Winning a government construction contract can be lucrative for contractors: Federal, state, and municipal agencies spent $345 billion on construction in 20211. But contractors who want to win government construction projects must navigate a complex bidding process, increased regulation, and unique payment rules that don’t exist on private projects. In this article, we’ll explain what contractors need to know about government construction contracts – before bidding, during construction, and after the job is complete.
Bidding on government contracts
While public agencies are typically required to select contractors in a competitive bidding process for contracts over a certain threshold, bidding isn’t necessarily open to everyone.
The federal construction process is governed by the Federal Acquisition Regulation (FAR). This set of rules establishes the process government agencies must follow in selecting contractors, including the qualifications required. On federal jobs, contractors must be registered in the System for Award Management (SAM) database.
To bid on state and local government projects, businesses typically must hold a contractor’s license in the state or municipality that qualifies them for the scope of work required, at a minimum.
Finding bid opportunities
Sam.gov is an excellent starting point for finding federal government contracts. This is a database where contracting officers post contract opportunities over $25,000. Contractors can find currently available contracts as well as upcoming opportunities.
State and municipal projects can be harder to find, but are typically published on departmental sites for each government agency. For example, the California Department of Transportation (Caltrans) posts road and rail construction projects on the Caltrans Project Portal. These projects are also often listed on many construction bidding websites.
For free information and counseling on how to compete for government contracts, you can also visit the Association Procurement Technical Assistance Center website. They have over 300 local offices and are procurement professionals working specifically to help local businesses compete for local, state, and federal government contracts.
There are numerous procurement methods used to secure government construction contracts. The two most common procurement methods for public contracts are Invitations to Bid and Requests for Proposals.
Invitations to Bid
An invitation to bid is designed to ensure fair and open competition. It eliminates the ability of the contracting agency to influence the bidding and evaluation process.
The typical process includes a public invitation for bids posted by the contracting entity. The invitation should leave ample time to submit bids before the deadline expires. Submissions are then sent in sealed envelopes and opened at a predetermined time and place. Once opened, the bids will be made public, evaluated by the contracting entity and awarded based on the lowest price.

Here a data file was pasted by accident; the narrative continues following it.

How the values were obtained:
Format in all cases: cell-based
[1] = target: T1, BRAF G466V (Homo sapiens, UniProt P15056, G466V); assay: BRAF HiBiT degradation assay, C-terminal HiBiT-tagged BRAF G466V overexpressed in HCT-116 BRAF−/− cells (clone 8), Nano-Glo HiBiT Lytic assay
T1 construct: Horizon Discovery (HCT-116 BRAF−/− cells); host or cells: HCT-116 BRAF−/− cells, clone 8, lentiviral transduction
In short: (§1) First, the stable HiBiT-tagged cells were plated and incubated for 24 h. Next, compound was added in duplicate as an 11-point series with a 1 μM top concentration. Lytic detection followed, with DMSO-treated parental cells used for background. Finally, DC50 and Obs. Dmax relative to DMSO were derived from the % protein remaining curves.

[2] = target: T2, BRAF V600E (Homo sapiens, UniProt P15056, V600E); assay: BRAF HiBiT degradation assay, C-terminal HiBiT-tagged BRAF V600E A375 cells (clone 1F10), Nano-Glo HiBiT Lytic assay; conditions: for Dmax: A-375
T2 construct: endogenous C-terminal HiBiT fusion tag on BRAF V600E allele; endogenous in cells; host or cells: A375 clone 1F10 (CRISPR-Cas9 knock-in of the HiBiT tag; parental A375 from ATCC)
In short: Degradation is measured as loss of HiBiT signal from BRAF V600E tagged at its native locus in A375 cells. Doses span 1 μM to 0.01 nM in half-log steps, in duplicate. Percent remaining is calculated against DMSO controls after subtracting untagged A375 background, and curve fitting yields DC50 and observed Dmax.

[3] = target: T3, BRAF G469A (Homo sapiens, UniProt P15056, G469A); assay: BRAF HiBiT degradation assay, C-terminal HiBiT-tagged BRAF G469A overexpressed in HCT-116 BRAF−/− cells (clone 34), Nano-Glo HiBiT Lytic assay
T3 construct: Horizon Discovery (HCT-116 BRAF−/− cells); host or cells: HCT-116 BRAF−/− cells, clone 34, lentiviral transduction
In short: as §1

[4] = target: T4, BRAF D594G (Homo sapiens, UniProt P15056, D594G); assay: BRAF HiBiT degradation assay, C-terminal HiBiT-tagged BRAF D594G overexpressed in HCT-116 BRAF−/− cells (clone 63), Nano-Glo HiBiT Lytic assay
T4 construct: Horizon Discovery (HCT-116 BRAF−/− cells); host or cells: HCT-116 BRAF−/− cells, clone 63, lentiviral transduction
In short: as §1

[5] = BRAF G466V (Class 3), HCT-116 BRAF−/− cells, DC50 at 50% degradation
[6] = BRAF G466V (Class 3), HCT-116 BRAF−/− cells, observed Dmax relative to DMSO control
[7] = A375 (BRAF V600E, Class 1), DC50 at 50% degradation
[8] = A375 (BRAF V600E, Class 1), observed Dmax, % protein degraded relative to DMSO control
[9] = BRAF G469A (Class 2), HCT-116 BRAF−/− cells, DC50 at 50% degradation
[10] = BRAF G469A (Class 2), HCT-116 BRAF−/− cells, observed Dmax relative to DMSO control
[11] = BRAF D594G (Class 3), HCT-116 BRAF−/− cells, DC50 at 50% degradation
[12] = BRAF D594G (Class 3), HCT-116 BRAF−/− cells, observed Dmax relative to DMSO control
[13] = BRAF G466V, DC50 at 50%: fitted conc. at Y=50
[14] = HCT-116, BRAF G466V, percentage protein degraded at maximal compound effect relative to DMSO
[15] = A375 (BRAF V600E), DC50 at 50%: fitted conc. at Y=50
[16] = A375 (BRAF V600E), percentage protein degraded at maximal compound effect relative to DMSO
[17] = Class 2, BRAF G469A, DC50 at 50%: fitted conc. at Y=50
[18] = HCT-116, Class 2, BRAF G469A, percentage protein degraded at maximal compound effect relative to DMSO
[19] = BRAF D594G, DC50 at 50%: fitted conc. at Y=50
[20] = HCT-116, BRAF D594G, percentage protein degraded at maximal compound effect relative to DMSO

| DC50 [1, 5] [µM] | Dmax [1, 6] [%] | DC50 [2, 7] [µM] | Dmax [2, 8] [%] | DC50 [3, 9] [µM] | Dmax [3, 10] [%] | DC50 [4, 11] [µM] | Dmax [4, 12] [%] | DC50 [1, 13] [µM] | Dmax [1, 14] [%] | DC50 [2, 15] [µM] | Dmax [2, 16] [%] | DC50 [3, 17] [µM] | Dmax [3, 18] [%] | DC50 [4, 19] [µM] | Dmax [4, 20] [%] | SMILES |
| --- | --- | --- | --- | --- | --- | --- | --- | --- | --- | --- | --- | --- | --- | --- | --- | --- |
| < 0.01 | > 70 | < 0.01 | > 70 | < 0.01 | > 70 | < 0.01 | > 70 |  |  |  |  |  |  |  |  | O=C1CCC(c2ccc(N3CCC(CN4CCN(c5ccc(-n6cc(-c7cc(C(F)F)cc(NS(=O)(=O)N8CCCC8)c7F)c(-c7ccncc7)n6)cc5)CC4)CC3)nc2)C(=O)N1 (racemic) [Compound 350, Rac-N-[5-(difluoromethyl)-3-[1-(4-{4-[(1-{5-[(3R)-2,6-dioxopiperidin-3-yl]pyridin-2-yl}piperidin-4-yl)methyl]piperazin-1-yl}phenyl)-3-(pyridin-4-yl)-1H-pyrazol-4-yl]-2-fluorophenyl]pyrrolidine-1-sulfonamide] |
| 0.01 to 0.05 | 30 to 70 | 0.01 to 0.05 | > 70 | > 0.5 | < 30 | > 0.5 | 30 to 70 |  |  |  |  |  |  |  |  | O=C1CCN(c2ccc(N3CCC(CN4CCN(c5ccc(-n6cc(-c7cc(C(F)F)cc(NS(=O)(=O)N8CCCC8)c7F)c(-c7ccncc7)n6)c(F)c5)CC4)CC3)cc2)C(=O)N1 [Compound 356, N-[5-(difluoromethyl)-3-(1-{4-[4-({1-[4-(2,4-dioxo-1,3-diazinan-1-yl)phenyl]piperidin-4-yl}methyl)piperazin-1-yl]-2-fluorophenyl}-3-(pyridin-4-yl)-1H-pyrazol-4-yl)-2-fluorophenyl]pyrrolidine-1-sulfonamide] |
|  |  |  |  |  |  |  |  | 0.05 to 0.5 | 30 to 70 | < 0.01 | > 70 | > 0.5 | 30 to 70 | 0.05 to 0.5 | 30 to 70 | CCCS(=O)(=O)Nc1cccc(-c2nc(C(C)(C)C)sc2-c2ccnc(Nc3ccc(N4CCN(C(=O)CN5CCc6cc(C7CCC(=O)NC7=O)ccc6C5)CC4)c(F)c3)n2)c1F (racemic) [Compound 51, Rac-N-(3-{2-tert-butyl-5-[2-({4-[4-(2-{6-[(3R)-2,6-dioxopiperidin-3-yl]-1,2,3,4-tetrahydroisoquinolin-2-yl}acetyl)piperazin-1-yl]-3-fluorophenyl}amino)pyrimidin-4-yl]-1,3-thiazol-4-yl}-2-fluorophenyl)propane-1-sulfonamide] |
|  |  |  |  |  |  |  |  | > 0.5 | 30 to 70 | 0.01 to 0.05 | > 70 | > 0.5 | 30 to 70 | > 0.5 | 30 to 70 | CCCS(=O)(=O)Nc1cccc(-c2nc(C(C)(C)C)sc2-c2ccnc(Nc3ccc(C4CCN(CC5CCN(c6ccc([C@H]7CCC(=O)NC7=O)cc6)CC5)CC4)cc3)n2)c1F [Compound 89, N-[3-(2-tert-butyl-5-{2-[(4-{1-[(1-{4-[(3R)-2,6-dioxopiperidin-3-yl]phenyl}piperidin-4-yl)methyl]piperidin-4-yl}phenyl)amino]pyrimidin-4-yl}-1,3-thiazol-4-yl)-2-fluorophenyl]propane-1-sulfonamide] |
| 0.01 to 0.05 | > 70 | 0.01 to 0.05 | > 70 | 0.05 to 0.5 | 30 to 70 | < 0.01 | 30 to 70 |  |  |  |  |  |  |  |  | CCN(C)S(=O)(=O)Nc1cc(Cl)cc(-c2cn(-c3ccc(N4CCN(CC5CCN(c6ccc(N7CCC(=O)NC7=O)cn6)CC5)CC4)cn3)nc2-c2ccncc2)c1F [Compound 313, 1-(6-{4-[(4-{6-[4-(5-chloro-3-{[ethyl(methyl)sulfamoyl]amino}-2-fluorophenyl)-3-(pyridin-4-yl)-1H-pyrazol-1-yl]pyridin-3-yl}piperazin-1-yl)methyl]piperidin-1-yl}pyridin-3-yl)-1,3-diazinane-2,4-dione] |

There is another form of sealed bidding which involves a “two-envelope” system. Bids are submitted in the same fashion. However, instead of all the bidding information in one envelope, it is split into two: one envelope containing all the technical information, and the second containing all the financial information. The technical information is evaluated and ranked, before opening the financial bid estimates. Those that don’t pass muster under the technical requirements are weeded out before considering the price.
Requests for Proposals (RFPs)
A Request for Proposals (RFP) is commonly used for larger/complex projects that may need some modification or developmental work. This process begins with the publication of a request for proposals.
The RFP will outline the agency’s requirements and all the significant factors that will be taken into consideration when evaluating the proposals. The contracting agency may even invite prospective bidders to a pre-bid conference to gather more information.
Initial bids are submitted and evaluated by the agency. At this point, some bidders are rejected, and the others enter into negotiations on pricing and technical details. The bidders then submit a best and final offer before the contract is awarded.
Contractor bond requirements
On public projects, there are three common types of contractor bonds: bid bonds, payment bonds, and performance bonds.
Contractors on public projects are often required to post a bid bond along with their bid submission, which guarantees that they will perform the contract as bid (if they are selected). If the contractor backs out of the contract after it is awarded, the contracting agency can initiate a claim against the bid bond.